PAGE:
Setting up an external Autodiscover record for SBS 2008 or SBS 2011 22


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If you are using Exchange 2007 or Exchange 2010 (SBS or non-SBS) and are using a single-name certificate, this article is for you.

When you migrate to SBS 2008 or SBS 2011 and you already have a domain name, you don’t need to use the built-in domain registration wizard that is included in the SBS setup process.

This is well and good, but it has a downside worth knowing about. You probably didn’t know it, but something that Microsoft does when they set up your new domain name at the registrar is create a custom SRV record for your domain so that Autodiscover will work properly for external client auto-configuration. This is because you are using a single-name cert, which isn’t what Exchange 2007/2010 was designed to use. If you already have a domain name registered and are able to create your own DNS SRV records (some DNS hosts don’t allow SRV record creation), it would be a good idea to create an Autodiscover SRV record to make it easier for Outlook 2007/2010 clients to autoconfigure themselves for Outlook Anywhere (RPC-over-HTTPS) and ActiveSync.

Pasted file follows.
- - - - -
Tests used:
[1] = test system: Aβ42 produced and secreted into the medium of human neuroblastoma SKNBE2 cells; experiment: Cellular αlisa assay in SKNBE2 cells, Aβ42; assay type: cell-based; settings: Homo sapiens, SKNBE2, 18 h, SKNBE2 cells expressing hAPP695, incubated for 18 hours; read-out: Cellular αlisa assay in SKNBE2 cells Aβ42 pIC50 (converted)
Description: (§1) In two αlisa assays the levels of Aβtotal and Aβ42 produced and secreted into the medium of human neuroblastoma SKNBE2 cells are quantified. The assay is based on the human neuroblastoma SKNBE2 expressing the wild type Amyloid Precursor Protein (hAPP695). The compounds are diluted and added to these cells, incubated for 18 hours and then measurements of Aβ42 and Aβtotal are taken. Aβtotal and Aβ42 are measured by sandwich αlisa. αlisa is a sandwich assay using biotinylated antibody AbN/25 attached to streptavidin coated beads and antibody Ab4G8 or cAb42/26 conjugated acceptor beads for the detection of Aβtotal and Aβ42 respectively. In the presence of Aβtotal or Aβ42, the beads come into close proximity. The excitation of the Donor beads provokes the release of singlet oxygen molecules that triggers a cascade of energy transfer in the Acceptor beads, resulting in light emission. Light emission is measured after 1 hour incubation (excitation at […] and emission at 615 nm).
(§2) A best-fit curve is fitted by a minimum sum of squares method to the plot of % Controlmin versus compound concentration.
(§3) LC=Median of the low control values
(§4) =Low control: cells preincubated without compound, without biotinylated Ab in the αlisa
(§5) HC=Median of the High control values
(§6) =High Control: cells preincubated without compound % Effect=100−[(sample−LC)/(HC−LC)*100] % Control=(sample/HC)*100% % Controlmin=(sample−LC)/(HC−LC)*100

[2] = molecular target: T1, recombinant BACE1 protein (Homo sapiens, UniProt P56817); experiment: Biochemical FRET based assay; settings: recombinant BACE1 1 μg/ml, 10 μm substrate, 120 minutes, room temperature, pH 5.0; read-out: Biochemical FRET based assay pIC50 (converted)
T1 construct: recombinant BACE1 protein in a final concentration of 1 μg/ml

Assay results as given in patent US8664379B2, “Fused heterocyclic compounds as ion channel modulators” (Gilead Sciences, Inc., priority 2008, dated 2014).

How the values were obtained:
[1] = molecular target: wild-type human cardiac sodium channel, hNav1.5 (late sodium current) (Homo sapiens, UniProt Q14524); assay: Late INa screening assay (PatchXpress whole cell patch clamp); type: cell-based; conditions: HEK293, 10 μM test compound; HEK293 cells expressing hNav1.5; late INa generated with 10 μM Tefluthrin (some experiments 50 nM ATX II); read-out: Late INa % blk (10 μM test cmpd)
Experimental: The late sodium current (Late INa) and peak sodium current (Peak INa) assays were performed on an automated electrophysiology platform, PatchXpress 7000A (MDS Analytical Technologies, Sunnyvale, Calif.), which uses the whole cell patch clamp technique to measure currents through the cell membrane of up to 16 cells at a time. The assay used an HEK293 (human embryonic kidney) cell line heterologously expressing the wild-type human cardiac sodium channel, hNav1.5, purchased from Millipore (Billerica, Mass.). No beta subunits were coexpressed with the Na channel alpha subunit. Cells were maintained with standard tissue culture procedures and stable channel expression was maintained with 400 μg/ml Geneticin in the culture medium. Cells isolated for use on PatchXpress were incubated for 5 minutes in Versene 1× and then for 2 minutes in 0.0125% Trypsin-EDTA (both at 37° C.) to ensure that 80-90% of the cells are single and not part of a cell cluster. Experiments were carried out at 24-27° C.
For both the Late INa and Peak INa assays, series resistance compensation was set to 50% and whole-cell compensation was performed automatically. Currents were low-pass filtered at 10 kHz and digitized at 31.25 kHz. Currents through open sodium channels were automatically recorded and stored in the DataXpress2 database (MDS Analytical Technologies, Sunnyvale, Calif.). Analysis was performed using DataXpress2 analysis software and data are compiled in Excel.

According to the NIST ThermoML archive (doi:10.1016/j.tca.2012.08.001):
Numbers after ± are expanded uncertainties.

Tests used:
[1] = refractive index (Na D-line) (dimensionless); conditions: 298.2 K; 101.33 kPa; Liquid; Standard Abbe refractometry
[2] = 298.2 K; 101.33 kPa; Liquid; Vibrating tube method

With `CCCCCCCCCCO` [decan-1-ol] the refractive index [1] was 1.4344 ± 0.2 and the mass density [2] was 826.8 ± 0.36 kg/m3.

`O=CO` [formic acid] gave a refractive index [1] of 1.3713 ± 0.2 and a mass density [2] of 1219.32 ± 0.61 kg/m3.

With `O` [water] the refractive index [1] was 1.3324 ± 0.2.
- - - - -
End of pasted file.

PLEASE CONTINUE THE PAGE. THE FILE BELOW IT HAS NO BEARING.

The details on how to set this record up are all in KB940881, but I’ll briefly summarize it here:

1. Get rid of any CNAME or A records for “autodiscover”, and any wildcard “*” records in the public DNS zone. This is a critical step, so don’t just drift past it.
2. Build the SRV record to look like this:

Service: _autodiscover
Protocol: _tcp
Port Number: 443
Host: remote.smallbizco.net

Why do you need to do this for Autodiscover to work? Well when you feed an Outlook client an email address, it tries to autoconfigure itself, and it does this by trying to contact a series of hosts as follows:

- https://domainname.com/autodiscover/autodiscover.xml